GILLON:

Chris Bowen, what do you make of the argument that we also heard from the Opposition yesterday that the decision to give that visa to these people at the beginning sends a very bad message to other people who might be wanting to come to Australian waters and hoping to get visas here?

BOWEN:

Well, this is the typical Opposition playbook. The Opposition says unless we bring back TPVs, unless we process people on far off Pacific islands, unless we put children behind bars, then we’re sending the wrong messages.

Well, we have the approach to say that we need to send a strong message about our border protection, but we need to have appropriately measured situations in place, and that’s what we’ll do.

The Opposition would have you ignore the situation in Afghanistan, ignore the situation in Sri Lanka, and say, ‘If only we put children back behind bars, if only we’d kept people in limbo and put them on TPVs people would stop coming’. Well, of course that’s nonsense. People will keep coming to Italy, Greece, Canada, and yes, some will try and get to Australia when their countries are in very difficult circumstances.

GILLON:

Okay. I want to move onto another story that directly relates to your portfolio, Chris Pyne. This is a story on the front page of The Australian newspaper today. It claims there’s been a major blowout in the costs of the Government’s BER program, which of course is the one that delivered thousands of school halls and libraries and sporting fields and stadiums and that sort of thing across the country.

This report says that the state of New South Wales has now provided a breakdown of costs associated with those projects and found that many of the initial cost estimates for those projects didn’t include a range of fees.

Chris Bowen, the New South Wales Upper House is launching an inquiry into this. Will the Federal Government investigate too?

BOWEN:

Well, this is the most transparent program perhaps in Australia’s history, Ashleigh. This is the biggest school rebuilding program in Australia’s history. There’s 24,000 projects. There’s been 300 boxes of information made available already to the New South Wales Parliament, and I know Chris and his colleagues have enjoyed going through those 24,000 projects and through those 300 boxes and enjoyed making all sorts of spurious allegations about some of those projects.

Now, to take today’s example: there were some costings prepared very early in the process, which were generic, not relating to particular sites, which didn’t take into account site costs and the degree of flatness or otherwise of the land and the particular circumstances. It is singularly unsurprising that when you come to actually design a particular building and you take into account the circumstances of the site, then the quote changes, and that’s how buildings work.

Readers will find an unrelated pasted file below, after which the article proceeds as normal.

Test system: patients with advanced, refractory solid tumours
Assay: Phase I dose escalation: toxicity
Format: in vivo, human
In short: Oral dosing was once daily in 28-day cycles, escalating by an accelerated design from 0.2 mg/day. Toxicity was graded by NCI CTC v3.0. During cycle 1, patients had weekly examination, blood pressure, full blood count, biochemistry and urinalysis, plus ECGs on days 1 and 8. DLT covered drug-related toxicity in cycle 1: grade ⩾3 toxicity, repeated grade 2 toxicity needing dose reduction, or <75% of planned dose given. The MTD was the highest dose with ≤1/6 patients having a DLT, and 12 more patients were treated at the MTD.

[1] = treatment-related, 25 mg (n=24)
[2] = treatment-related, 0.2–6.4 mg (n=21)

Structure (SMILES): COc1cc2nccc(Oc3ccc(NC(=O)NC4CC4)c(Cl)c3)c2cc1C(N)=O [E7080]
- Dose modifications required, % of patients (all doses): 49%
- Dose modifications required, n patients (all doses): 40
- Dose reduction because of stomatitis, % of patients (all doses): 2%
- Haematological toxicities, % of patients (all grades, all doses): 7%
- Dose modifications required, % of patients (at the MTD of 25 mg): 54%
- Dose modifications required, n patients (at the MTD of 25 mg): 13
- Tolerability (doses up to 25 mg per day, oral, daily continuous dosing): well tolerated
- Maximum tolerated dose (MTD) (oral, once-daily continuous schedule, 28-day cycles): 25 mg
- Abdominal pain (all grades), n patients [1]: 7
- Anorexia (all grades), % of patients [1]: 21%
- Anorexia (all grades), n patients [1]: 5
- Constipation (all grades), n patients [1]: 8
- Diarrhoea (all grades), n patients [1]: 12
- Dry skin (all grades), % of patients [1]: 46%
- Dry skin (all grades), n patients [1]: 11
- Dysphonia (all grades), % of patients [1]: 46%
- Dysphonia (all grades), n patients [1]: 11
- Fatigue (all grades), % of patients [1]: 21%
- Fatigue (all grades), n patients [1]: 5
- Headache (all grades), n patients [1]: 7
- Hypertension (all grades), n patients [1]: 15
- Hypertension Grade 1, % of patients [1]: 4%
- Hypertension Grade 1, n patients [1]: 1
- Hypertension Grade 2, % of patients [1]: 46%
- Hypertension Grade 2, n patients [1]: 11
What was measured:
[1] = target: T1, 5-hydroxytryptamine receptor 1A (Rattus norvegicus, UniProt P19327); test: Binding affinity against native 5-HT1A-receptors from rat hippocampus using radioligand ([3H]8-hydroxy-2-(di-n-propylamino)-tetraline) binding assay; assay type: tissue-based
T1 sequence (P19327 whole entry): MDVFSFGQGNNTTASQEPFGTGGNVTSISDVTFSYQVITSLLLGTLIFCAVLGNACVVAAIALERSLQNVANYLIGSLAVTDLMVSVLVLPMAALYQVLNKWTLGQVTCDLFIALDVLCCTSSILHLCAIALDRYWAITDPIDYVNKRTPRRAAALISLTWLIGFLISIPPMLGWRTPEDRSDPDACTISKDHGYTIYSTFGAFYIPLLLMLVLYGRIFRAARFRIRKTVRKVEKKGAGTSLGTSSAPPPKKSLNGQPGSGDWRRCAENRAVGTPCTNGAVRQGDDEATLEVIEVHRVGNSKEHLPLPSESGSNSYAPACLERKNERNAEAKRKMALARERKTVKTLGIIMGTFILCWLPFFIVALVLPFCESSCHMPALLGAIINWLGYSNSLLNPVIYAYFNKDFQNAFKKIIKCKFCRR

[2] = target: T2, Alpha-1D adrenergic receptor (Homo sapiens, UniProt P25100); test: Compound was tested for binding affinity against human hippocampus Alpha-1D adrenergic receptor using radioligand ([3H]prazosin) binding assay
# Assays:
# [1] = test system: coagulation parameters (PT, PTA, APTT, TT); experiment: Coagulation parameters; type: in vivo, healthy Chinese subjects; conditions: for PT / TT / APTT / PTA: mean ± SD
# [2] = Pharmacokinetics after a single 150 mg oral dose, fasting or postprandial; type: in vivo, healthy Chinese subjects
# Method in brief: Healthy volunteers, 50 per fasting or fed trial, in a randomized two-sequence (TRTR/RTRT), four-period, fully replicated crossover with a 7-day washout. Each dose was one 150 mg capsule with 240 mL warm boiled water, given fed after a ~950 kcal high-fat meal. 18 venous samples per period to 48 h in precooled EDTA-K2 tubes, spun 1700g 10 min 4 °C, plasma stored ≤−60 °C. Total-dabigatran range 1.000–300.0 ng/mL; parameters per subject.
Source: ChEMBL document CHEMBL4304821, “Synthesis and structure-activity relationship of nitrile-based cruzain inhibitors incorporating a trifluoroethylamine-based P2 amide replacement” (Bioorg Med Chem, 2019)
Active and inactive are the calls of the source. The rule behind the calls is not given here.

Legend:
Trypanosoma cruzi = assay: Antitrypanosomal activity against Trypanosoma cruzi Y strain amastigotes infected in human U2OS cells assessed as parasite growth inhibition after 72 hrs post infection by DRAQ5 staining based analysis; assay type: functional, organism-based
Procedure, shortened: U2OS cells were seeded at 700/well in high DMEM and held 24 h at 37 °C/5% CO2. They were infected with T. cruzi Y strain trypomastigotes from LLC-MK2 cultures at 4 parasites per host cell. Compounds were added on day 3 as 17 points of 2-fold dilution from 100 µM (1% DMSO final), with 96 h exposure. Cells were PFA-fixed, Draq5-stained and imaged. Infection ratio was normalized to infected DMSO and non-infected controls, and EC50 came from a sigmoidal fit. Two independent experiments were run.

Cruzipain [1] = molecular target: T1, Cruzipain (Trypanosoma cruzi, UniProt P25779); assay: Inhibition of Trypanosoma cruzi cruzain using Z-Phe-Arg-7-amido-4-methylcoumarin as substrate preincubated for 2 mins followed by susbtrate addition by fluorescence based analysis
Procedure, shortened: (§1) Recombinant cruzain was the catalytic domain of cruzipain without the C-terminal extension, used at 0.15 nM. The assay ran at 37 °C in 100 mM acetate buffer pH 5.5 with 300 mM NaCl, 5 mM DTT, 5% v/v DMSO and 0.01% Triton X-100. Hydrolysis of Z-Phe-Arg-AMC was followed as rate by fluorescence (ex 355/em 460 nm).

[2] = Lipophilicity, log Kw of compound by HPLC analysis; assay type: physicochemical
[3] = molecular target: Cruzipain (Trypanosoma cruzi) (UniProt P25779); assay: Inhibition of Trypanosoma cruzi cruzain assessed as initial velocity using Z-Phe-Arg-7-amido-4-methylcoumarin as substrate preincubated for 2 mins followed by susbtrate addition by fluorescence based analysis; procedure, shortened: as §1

GILLON:

Shouldn’t they have been taken into account at the very beginning, though?

BOWEN:

But this was a generic document about what a generic building might cost across the board. When you come to look at a particular school and the particular circumstances of that school, then the situation’s going to change. That’s as is appropriate. 

GILLON:

So does the Government know how big this cost blowout is?

BOWEN:

Well this is, as I say, the biggest school rebuilding program in Australian history: 24,000 projects across the country.

PYNE:

Why don’t you answer the question?

BOWEN:

Well, why don’t you let me answer the question?

PYNE:

Well look, you’re having a good run but you haven’t answered the question. 

BOWEN:

Well, Ashleigh asked the question so you –

GILLON:

Okay, so let’s go back to that question, which was how much is this cost blowout going to cost taxpayers?

BOWEN:

Well, I don’t necessarily accept, Ashleigh, when you say ‘this cost blowout’, referring to this morning’s newspaper article, that there is a cost blowout.

GILLON:

But you’ve already said in your answer before that costs are much higher than you initially anticipated.

BOWEN:

No, there is a change in parameters with some projects.

GILLON:

Which means the costs are higher.

BOWEN:

And we have indicated some time ago – as part of, I think it was, from memory, the MYEFO process or a recalibration – that we would recalibrate the cost of the stimulus package in relation to some projects costing less than we might have originally estimated and other projects costing more, so that the total funding envelope was the same.

GILLON:

Chris Pyne, you have, I guess, been through these pages and pages detailing all these costs and different sorts of projects. Do you have any idea from what you’ve come up with as to what sort of costs we are looking at?

PYNE:

Well, we know that the Building the Education Revolution, so called, has officially already blown out by $1.7 billion. So it’s now $16.5 billion and we know that within that, there’s been a great deal of waste and mismanagement and duplication and over-inflation of quotes, etcetera. I mean, everyone’s talking about it.

What I found most amazing about Chris Bowen’s response is that, in the light of the home insulation scandal, which has been an absolute debacle, we’re now having exactly the same defences being put about the Building the Education Revolution, where apparently anybody else is wrong; all the evidence they’re being presented with is either made up or spurious or aspersions; and we get weasel words from Ministers trying to defend it. I mean, you asked Chris Bowen some pretty specific questions and all we heard about was exactly the same blah blah that we get from the Government all the time, about, you know, how ‘it’s not our responsibility; it’s somebody else’s. It’s not really a policy’.

BOWEN:

I didn’t say that at all. Don’t put words in my mouth. Don’t verbal me.

PYNE:

If there really wasn’t a problem, why is there an Auditor-General’s inquiry into the Building the Education Revolution nationally; an audit in New South Wales being conducted by the New South Wales Department of Education; calls for an audit being conducted by the Auditor-General in New South Wales alone; a Senate inquiry; an Upper House inquiry in New South Wales? I mean, the dogs are barking and the Government just is putting its hands over its ears and saying, ‘No, there really isn’t a problem’.

BOWEN: